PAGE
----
- Tracking accuracy
When I visited NZXT this past summer I took a long look at their computer cases. Of course, that’s their bread and butter. They make good cases for a reasonable price. More recently they have moved into other PC gear such as power supplies, CPU Coolers, fans, and more. One of their latest peripherals is the Avatar S gaming mouse.
Like most gaming mice, the Avatar S has sleek movement. The bottom is strewn with Teflon coated feet for effortless gliding across a surface. You will immediately notice a difference if you’re coming from another non-gaming mouse such as a Microsoft Basic Optical Mouse which has uncoated plastic gliders. After a few weeks with a normal mouse, the feet will gum up and add significant friction.
Another benefit found, similar to most other gaming mice, is a laser sensor with much higher resolution than an optical mouse. This allows you to use the mouse on many more surfaces including reflective and glossy ones which may give optical mice some issues. Not only that, but it has driverless DPI switching which changes the resolution of the sensor and allows movement to be scaled differently. For example, on the most sensitive setting, moving 1 inch on your mousepad could move across your screen. On the least sensitive, it could move only 1/4 of your screen. This allows you to change the sensitivity on the fly– useful for games where you may be sniping and want high precision at times, and then want to be highly mobile while running. Or while doing digital media production moving pixel by pixel when necessary.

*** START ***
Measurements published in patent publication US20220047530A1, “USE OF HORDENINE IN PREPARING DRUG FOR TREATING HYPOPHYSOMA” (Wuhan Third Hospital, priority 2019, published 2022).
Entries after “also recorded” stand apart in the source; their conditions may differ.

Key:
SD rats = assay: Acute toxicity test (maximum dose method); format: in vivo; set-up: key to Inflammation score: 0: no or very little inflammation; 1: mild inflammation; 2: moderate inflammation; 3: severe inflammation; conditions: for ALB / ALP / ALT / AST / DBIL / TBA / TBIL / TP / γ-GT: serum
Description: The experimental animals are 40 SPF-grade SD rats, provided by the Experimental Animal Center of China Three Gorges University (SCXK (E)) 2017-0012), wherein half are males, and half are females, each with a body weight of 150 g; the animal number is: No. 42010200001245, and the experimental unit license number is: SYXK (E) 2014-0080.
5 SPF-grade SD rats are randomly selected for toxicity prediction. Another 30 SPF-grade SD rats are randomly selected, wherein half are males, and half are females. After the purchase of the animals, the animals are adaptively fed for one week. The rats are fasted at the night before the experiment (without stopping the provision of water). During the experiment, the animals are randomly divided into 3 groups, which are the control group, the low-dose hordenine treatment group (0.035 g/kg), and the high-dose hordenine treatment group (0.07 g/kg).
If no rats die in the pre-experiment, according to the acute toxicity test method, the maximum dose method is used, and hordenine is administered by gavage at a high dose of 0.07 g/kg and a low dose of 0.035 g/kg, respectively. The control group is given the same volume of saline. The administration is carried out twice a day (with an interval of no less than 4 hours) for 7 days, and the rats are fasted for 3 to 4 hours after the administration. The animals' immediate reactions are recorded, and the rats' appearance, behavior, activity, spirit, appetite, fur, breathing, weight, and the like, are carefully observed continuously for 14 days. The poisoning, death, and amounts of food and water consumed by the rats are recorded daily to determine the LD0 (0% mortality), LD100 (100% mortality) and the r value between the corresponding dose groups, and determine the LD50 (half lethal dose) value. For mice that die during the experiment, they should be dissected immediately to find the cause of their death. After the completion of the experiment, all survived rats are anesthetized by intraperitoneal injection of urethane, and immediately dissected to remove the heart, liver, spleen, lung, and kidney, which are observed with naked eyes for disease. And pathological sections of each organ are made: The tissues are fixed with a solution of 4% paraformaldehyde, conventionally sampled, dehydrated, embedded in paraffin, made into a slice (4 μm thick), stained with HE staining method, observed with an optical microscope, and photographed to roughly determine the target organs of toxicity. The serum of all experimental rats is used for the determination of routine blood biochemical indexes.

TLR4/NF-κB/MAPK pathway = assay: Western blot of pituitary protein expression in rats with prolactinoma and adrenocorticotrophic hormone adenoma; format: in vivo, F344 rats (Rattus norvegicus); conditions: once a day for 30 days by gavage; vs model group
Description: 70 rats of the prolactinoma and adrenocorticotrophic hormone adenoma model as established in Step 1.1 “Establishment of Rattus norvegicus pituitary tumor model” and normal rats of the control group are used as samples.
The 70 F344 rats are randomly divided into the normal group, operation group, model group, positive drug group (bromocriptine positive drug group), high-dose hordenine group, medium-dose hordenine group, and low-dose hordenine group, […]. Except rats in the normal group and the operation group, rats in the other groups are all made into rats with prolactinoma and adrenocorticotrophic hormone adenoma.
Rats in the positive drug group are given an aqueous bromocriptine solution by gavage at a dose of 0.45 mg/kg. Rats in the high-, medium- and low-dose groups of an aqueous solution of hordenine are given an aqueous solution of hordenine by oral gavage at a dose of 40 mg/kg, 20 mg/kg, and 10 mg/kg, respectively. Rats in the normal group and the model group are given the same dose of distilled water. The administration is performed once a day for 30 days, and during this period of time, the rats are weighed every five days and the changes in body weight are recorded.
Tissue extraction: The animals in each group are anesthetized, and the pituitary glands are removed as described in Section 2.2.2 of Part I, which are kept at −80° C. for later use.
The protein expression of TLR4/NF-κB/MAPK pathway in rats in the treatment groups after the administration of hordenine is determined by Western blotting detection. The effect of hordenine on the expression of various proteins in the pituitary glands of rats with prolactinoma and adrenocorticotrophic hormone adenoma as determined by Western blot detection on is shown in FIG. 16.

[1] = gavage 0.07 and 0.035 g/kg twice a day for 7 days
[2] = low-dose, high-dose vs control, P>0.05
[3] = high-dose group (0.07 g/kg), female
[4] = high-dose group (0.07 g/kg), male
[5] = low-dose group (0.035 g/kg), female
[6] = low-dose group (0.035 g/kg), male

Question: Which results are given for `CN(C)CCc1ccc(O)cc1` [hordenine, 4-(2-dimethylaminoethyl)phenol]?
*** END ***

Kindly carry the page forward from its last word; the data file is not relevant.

The DPI is indicated by the NZXT logo which lights up to indicate its setting. You can change this configuration along with several macros and button settings in the NZXT mouse interface and it is all stored inside the mouse’s included memory. Pretty nifty.
One feature missing from the Avatar S is custom weight management. Many top of the line gaming mice provide this feature allowing you to change the weight of the mouse depending on your preference. Instead, the Avatar S is stuck at being light weight. I don’t have a problem with that, but others might.
Either way, the Avatar S is an inexpensive mouse at $39.99. It provides a top of the line image sensor and has good customization potential. It’s hard to knock its lack of weight control at this price, and for an ambidextrous mouse it’s extremely comfortable in both hands. You may be unhappy that it’s no 13-button Logitech G700. But it’s not meant to be. It’s a simple, functional mouse for about half as much money.
If you want a budget gaming mouse, you can’t go wrong with NZXT’s Avatar S.